It’s difficult to find a ranch without a water leak somewhere, usually around a trough. In the instance above, our 5,000-gallon tank has settled since we last repaired and changed the PVC fittings a number of years ago while the tank was empty. Anticipating settling when full, 40,000 pounds, we installed a compression fitting or dayton on our water line to allow the PVC pipe ends to slide closer together. Additionally, our conduit for the wire between the solar control panel and the float in the tank was in the same trench as our water fill and discharge line. The settling cracked the conduit and subsequently carried water from the leaky tank plumbing to the base of our solar panels creating another nasty bog.
This summer, our little rafter of turkeys have included the two leaks in their daily travels, drinking and finding bugs and grubs that wouldn’t otherwise be available. Because of the leaks, I’ve had to augment the solar pump with a generator and submersible pump to fill the tank once a day.
I’ve long rationalized that little leaks are not a waste of water, creating some green grass and making puddles for birds, rabbits and other small wildlife that often end up drowned and floating in our water troughs. Fishing the carcasses out can be an unpleasant chore.
Unable to responsibly procrastinate any longer, we set out early Tuesday morning knowing we had some muddy shovel work ahead. After several hours, we uncovered and loosened the dayton, fixed the conduit, repairing what was no little leak. If we’ve done our job well, the turkeys will have to drink elsewhere without the appetizers.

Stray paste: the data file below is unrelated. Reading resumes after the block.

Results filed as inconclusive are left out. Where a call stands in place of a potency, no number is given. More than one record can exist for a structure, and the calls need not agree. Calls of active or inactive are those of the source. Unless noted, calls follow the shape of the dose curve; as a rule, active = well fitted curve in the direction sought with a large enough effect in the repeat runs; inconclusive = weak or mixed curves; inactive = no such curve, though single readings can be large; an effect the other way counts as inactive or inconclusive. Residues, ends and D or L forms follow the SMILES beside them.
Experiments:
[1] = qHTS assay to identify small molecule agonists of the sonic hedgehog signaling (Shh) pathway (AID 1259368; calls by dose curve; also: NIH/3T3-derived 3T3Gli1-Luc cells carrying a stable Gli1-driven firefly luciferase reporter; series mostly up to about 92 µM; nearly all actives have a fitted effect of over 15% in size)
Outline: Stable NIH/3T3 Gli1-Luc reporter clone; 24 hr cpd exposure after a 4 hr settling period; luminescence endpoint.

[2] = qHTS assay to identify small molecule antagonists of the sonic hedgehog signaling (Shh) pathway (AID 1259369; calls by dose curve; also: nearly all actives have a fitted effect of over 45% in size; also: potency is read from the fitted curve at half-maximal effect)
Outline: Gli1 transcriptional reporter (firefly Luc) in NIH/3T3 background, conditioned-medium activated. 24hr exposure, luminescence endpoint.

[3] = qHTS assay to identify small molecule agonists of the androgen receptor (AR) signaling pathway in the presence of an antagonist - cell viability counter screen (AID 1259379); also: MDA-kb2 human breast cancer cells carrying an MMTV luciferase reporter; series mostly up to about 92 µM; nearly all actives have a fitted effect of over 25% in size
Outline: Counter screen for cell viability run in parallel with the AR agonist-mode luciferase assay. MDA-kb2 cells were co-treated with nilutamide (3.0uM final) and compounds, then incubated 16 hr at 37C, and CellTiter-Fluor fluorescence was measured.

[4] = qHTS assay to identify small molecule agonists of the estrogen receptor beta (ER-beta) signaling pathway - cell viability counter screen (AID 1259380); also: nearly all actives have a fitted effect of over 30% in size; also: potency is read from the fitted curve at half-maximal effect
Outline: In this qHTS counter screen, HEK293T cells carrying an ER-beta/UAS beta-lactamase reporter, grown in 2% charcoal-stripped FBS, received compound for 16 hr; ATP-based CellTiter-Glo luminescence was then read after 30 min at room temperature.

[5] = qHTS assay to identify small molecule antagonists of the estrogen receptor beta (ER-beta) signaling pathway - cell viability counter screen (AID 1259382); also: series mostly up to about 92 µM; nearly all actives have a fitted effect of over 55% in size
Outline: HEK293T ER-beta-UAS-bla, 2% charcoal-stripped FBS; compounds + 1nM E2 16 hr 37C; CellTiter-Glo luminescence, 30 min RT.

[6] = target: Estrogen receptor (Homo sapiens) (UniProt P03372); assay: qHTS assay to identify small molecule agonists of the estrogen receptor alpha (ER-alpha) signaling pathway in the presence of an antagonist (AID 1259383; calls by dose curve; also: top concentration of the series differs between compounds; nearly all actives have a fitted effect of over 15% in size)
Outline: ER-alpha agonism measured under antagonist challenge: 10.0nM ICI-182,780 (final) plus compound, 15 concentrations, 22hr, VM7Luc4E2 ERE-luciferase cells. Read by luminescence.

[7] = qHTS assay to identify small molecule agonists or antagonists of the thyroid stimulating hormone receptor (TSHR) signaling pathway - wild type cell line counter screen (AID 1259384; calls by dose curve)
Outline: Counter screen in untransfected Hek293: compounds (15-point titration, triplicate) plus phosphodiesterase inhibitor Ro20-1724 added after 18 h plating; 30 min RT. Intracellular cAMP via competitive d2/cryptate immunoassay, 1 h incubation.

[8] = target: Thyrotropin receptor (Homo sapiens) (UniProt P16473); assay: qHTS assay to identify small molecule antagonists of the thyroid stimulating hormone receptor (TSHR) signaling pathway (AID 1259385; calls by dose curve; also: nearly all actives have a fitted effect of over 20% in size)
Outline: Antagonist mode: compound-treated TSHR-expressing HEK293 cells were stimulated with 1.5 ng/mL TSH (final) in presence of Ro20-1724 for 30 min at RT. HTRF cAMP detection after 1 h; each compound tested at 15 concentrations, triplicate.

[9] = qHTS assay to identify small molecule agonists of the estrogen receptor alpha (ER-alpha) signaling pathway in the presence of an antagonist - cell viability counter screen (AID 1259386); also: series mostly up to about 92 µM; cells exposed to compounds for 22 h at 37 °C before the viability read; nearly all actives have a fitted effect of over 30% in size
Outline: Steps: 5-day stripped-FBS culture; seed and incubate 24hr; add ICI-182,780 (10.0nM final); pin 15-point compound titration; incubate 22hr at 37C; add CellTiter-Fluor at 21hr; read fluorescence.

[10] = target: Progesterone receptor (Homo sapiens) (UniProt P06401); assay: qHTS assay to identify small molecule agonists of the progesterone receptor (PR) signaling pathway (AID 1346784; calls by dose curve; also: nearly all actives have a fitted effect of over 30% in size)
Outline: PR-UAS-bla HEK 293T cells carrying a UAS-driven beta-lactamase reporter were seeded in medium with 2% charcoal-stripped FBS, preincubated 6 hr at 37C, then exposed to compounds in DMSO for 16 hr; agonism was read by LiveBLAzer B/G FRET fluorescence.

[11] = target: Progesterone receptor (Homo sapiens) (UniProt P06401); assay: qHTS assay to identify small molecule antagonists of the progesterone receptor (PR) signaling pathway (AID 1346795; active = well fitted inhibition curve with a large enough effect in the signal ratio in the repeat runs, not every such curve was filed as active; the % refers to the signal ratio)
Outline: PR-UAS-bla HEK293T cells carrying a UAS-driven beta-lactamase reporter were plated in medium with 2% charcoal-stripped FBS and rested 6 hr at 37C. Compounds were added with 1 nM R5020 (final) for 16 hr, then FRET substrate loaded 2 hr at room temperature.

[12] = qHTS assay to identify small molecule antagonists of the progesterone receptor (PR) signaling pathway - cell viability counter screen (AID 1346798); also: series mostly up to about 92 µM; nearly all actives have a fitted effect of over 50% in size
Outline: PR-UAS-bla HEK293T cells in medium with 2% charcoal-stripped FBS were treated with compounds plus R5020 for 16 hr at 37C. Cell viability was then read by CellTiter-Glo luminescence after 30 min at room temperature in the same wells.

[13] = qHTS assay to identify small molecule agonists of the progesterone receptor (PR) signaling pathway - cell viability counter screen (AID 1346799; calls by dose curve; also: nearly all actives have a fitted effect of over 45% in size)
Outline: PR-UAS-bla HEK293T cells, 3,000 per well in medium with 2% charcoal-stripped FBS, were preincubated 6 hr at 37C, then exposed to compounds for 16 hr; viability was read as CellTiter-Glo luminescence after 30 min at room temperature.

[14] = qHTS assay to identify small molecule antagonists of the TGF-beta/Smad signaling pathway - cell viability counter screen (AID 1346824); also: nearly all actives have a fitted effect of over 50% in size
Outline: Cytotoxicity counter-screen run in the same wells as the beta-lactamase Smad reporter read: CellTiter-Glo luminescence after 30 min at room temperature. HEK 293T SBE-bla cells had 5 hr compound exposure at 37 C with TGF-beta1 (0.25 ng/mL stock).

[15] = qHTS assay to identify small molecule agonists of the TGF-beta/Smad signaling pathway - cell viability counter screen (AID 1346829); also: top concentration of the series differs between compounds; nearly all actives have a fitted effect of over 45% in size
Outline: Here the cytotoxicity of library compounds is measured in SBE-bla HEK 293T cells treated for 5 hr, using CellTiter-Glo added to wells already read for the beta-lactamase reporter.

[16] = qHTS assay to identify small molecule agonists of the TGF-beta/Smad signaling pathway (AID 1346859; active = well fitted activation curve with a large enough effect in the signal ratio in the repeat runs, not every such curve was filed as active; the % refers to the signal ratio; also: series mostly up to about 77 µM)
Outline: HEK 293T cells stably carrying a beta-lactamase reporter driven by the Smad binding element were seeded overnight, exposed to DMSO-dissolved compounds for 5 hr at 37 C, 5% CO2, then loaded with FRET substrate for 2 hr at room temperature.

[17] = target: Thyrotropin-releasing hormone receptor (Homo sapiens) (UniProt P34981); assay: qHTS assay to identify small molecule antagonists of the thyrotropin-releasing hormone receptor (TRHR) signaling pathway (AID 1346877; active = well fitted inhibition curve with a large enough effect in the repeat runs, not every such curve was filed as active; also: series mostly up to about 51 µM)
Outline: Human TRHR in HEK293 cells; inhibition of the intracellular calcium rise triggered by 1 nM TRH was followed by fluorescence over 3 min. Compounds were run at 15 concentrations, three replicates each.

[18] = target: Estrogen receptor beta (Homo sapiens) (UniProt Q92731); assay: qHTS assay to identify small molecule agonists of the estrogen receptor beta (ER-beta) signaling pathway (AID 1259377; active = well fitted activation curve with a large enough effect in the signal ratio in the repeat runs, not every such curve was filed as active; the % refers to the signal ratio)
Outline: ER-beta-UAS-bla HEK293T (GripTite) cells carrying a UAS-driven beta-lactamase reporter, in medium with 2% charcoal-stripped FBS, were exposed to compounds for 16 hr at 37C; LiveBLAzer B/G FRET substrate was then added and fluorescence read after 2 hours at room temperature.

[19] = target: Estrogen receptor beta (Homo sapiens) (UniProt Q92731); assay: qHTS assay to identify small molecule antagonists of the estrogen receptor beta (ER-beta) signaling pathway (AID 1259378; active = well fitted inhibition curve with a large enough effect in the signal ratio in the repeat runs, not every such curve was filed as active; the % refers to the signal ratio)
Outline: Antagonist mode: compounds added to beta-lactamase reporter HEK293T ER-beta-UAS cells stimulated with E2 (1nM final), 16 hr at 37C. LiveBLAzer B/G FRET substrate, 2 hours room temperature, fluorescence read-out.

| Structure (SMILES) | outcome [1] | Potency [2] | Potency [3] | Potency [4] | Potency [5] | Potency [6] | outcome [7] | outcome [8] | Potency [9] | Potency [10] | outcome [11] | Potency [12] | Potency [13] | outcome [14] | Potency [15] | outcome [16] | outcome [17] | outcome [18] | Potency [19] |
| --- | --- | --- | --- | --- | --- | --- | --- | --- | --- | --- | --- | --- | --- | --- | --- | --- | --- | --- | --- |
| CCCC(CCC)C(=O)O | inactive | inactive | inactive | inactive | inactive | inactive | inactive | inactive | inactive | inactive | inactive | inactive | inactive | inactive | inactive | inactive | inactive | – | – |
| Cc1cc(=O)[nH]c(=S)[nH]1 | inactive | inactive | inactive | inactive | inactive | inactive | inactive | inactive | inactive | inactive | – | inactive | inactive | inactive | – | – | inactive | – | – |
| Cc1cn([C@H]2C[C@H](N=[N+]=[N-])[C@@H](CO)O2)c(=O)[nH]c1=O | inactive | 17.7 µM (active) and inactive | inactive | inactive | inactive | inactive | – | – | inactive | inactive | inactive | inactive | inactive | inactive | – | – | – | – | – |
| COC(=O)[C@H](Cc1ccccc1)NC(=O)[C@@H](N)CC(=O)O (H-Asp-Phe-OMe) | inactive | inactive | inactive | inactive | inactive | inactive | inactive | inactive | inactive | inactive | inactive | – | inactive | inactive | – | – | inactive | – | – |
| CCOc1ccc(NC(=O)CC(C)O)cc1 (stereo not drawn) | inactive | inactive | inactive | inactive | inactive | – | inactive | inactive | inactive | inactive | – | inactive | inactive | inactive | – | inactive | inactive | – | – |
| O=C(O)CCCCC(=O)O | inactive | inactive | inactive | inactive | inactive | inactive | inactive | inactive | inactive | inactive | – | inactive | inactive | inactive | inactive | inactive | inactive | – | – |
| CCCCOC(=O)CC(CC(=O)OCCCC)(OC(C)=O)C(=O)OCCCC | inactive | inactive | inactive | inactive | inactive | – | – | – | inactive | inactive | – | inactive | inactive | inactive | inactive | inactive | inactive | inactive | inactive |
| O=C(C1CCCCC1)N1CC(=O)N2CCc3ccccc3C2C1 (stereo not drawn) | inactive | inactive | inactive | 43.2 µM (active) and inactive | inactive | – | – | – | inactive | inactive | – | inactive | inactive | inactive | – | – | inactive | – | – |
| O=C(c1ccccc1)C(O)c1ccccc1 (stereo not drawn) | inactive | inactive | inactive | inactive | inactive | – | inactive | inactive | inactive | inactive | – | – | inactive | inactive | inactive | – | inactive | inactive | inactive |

This year’s tall feed provides good cover for nesting hen turkeys, popping up out of the grass along the road as Joe and I approached them Easter Sunday. Whether the hens were leaving because we spooked them, or leading us away from their nests, was hard to tell as they chose the road ahead, unfettered by thick grass, to leave by.
It wasn’t long before we found two toms making their rounds of the area, fanning and strutting before a small crowd of cows at rest in the shade. American wild turkeys employ cooperative courtship during mating season to better attract the females, and according to a UC Berkeley study in 2005, select a close relative, a brother or half-brother, as a running mate to insure their genetics.
All this time I assumed the toms were competing for the favor of the hens. Furthermore, my Google research found instances where mating season has literally stopped traffic in Berkeley and where courting toms have actually attacked humans. Little did I suspect that the resurgence in the wild turkey’s population would be staged on city streets.
When I arrived yesterday to change my irrigation water, a coyote was nonchalantly studying these cows and calves from just outside the fence. The cow beneath the Valley Oak was lying close to her calf, hours old. The cows, of course, knew he was there well before I did. Taking an indirect approach, coyotes will gradually work their way among the cattle acting preoccupied and harmless until they become familiar to a bunch, all the while looking for any weakness among the calves—hence the Trickster moniker.
We have completed our first month of calving and pleased with 50% of our calves on the ground, a bright spot in the middle of this drought, though our total cow numbers have been reduced by half these past four years. This is the third calf for this particular bunch of cows bred by Vintage Angus bulls.
As the light turns softer and shadows longer, early mornings can be rewarding with lots of wildlife this time of year, especially where there is water. About twenty Canadian Geese are stripping the ripe seed of the water grass elsewhere in the pasture and our little bunch of wild turkeys, that are becoming used to me and the Kubota, are rummaging for bugs where I’ve completed my irrigation.
A murder of crows
A parliament of owls
A descent of woodpeckers
A kettle of hawks
A host of sparrows
An unkindness of ravens
A raft of ducks
A party of jays
A skein of geese (in flight)
An exaltation of larks
A charm of finches
A bevy of quail
A covey of partridges
A dole of doves
A murmuration of starlings
A nye of pheasants (on the ground)
A bouquet of pheasants (when flushed)
A pitying of turtledoves
A spring of teal
A party of jays